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General Assembly sends permitless carry bill to governor

INDIANAPOLIS (WISH) — A three-hour Senate debate on Tuesday evening ended with lawmakers voting to do away with the state’s concealed carry permit requirement.

The vote caps roughly two weeks of procedural maneuvering that began when a Senate panel rewrote the bill too close to a key deadline. Lawmakers brought back the bill through the conference committee process, which resolves differences between House and Senate versions of legislation.

After first gutting a Senate bill to make room for the permitless carry language, lawmakers eventually pasted the language into a House bill that originally dealt with multiple employer welfare agreements.

As happened at the committee stage, lawmakers clashed over whether the bill is in the best interests of public safety and law enforcement.

The bill’s opponents pointed to testimony by all of the state’s law enforcement advocacy groups, multiple police chiefs, and Indiana State Police Superintendent Doug Carter stating the bill would make it harder for them to determine whether someone was allowed to carry a gun.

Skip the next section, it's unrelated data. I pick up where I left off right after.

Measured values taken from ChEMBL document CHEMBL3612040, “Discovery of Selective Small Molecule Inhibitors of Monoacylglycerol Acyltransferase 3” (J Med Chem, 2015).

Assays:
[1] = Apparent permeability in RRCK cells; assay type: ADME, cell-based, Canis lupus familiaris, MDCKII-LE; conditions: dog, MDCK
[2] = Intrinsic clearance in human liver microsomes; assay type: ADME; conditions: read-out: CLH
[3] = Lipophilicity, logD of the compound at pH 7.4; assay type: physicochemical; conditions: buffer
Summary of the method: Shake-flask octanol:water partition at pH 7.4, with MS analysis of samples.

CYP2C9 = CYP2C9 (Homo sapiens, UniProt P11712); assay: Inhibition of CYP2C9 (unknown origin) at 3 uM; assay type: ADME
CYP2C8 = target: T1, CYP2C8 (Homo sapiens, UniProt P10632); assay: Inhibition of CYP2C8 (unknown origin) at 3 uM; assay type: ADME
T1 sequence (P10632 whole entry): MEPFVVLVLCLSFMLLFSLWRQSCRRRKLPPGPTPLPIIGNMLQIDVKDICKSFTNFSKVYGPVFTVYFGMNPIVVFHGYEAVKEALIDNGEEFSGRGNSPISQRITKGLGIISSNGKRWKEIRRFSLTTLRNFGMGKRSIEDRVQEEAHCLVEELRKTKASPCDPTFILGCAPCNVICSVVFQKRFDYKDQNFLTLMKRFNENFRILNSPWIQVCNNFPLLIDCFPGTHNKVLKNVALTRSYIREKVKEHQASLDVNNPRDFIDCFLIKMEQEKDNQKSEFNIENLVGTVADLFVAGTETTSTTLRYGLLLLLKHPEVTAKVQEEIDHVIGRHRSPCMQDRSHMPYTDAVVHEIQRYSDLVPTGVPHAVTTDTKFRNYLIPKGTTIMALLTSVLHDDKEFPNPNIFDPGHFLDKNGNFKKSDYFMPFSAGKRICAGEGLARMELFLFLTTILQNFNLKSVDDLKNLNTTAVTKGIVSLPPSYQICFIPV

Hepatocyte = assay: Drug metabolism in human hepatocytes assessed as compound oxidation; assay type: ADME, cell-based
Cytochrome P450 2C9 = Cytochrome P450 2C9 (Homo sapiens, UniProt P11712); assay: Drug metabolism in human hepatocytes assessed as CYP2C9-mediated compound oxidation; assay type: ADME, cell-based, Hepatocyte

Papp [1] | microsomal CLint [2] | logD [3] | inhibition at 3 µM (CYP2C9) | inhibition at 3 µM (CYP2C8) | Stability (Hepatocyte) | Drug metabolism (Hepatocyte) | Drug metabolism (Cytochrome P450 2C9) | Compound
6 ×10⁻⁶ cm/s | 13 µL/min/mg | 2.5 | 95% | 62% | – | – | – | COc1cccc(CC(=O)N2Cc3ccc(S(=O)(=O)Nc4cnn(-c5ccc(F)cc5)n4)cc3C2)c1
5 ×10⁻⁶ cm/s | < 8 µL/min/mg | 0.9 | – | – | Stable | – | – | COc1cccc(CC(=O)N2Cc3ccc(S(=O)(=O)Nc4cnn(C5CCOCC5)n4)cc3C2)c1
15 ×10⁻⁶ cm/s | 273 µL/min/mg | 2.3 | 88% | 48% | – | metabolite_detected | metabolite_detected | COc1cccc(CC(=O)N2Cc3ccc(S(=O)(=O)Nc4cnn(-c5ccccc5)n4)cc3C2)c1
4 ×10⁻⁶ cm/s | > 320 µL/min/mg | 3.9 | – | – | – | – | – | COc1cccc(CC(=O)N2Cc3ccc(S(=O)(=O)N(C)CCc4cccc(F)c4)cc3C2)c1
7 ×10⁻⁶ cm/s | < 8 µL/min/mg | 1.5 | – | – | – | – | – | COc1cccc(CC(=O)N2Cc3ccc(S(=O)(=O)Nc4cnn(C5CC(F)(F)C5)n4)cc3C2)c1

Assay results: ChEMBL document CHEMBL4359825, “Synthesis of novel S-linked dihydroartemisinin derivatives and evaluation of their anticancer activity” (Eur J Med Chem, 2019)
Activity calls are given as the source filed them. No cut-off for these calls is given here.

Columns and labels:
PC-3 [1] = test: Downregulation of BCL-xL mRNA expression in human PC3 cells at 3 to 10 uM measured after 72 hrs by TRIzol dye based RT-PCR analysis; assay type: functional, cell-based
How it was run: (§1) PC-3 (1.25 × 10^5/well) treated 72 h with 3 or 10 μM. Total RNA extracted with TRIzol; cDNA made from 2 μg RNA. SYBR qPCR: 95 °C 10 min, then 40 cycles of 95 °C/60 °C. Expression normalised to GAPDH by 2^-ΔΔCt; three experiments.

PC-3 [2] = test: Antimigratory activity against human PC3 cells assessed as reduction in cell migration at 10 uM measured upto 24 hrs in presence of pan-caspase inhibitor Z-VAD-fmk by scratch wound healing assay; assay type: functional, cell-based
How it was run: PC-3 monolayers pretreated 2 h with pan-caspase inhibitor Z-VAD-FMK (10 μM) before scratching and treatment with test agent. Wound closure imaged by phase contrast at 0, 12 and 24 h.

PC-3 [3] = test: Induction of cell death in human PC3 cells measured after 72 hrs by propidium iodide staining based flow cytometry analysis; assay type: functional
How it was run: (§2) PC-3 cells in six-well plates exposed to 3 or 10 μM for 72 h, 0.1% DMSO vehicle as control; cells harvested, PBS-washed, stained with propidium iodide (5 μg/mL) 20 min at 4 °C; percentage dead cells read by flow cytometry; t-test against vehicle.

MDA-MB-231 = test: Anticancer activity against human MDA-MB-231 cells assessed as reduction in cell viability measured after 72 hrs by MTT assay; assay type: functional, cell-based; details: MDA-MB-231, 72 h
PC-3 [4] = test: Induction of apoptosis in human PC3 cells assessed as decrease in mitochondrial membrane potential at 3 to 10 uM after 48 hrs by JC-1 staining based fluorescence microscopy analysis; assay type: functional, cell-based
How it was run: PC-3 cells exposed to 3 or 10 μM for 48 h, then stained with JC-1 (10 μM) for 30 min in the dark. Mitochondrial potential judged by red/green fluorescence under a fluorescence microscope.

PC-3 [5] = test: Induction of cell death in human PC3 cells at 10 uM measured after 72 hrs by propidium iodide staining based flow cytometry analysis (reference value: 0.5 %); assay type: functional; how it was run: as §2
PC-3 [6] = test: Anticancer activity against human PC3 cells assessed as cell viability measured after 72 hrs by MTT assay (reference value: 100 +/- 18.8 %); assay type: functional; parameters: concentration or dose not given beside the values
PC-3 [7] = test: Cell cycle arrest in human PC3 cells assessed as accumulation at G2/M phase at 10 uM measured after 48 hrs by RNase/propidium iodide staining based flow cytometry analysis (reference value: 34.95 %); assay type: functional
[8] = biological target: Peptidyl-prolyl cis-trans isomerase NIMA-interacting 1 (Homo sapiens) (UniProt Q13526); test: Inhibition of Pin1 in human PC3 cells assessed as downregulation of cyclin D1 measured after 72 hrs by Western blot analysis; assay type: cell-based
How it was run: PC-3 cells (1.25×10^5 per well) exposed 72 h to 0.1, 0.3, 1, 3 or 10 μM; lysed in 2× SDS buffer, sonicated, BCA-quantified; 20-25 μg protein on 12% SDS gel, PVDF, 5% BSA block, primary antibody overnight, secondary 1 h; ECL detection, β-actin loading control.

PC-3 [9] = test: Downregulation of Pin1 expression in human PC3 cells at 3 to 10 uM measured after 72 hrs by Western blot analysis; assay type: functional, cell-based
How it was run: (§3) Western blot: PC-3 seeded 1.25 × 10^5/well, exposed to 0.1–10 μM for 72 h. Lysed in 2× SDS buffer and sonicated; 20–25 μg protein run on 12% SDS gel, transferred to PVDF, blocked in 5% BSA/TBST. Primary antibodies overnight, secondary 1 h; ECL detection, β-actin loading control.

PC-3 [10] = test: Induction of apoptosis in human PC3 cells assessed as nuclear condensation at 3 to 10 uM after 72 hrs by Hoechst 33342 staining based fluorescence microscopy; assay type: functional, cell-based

Democratic senators Fady Qaddoura and Eddie Melton recounted the ways gun violence had impacted their lives personally.

“Have you ever seen a friend take their last breath from gun violence? Have you ever been in a shootout as a child?” Melton, D-Gary, asked. “I have. I cannot wrap my mind around how we will move forward as a state when we have children that are struggling with mental health issues.”

The bill’s supporters noted law enforcement’s opposition to the bill was not uniform, pointing to testimony by Hamilton County Sheriff Dennis Quackenbush, among others.

Sen. Jack Sandlin, R-Indianapolis, a former Indianapolis police officer, said most officers he has spoken with support the bill. He said officers have numerous procedures for dealing with potentially armed subjects and losing access to the state’s concealed carry permit database won’t change that.

“Law enforcement officers will still have to respond and conduct themselves appropriately under the law,” Sandlin said.

The bill now heads to Gov. Eric Holcomb’s desk. Holcomb told reporters last week he would review the bill carefully before deciding whether to sign it.